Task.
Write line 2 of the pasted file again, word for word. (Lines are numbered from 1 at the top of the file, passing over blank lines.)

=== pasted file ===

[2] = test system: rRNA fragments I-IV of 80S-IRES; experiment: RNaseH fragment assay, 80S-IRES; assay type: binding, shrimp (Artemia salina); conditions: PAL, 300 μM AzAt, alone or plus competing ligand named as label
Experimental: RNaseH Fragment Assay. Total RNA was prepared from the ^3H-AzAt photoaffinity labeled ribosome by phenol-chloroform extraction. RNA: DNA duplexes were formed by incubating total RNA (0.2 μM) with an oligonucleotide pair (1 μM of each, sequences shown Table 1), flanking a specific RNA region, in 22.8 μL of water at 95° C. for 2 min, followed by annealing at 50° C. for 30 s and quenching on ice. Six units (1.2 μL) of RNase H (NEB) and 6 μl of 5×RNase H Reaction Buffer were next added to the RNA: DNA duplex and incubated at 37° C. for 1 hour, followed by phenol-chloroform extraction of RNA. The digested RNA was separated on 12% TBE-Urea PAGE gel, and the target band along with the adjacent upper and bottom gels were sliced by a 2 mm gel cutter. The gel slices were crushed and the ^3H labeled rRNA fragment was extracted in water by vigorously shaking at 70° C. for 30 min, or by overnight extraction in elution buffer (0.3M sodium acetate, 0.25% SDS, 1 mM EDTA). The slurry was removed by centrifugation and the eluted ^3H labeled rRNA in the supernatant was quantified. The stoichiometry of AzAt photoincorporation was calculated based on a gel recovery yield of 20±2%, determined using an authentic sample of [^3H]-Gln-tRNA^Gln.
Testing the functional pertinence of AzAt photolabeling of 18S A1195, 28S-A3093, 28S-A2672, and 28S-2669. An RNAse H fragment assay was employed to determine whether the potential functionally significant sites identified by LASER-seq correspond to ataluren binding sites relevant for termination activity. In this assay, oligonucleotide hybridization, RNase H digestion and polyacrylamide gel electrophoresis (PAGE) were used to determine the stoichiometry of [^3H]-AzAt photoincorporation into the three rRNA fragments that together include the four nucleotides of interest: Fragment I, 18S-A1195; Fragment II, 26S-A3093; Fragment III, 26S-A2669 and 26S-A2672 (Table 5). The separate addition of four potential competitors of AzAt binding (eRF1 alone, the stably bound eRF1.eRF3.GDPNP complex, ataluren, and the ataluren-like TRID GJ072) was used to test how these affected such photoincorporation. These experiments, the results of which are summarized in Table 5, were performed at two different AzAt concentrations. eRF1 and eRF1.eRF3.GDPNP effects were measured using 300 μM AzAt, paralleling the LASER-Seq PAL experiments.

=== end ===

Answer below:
Experimental: RNaseH Fragment Assay. Total RNA was prepared from the ^3H-AzAt photoaffinity labeled ribosome by phenol-chloroform extraction. RNA: DNA duplexes were formed by incubating total RNA (0.2 μM) with an oligonucleotide pair (1 μM of each, sequences shown Table 1), flanking a specific RNA region, in 22.8 μL of water at 95° C. for 2 min, followed by annealing at 50° C. for 30 s and quenching on ice. Six units (1.2 μL) of RNase H (NEB) and 6 μl of 5×RNase H Reaction Buffer were next added to the RNA: DNA duplex and incubated at 37° C. for 1 hour, followed by phenol-chloroform extraction of RNA. The digested RNA was separated on 12% TBE-Urea PAGE gel, and the target band along with the adjacent upper and bottom gels were sliced by a 2 mm gel cutter. The gel slices were crushed and the ^3H labeled rRNA fragment was extracted in water by vigorously shaking at 70° C. for 30 min, or by overnight extraction in elution buffer (0.3M sodium acetate, 0.25% SDS, 1 mM EDTA). The slurry was removed by centrifugation and the eluted ^3H labeled rRNA in the supernatant was quantified. The stoichiometry of AzAt photoincorporation was calculated based on a gel recovery yield of 20±2%, determined using an authentic sample of [^3H]-Gln-tRNA^Gln.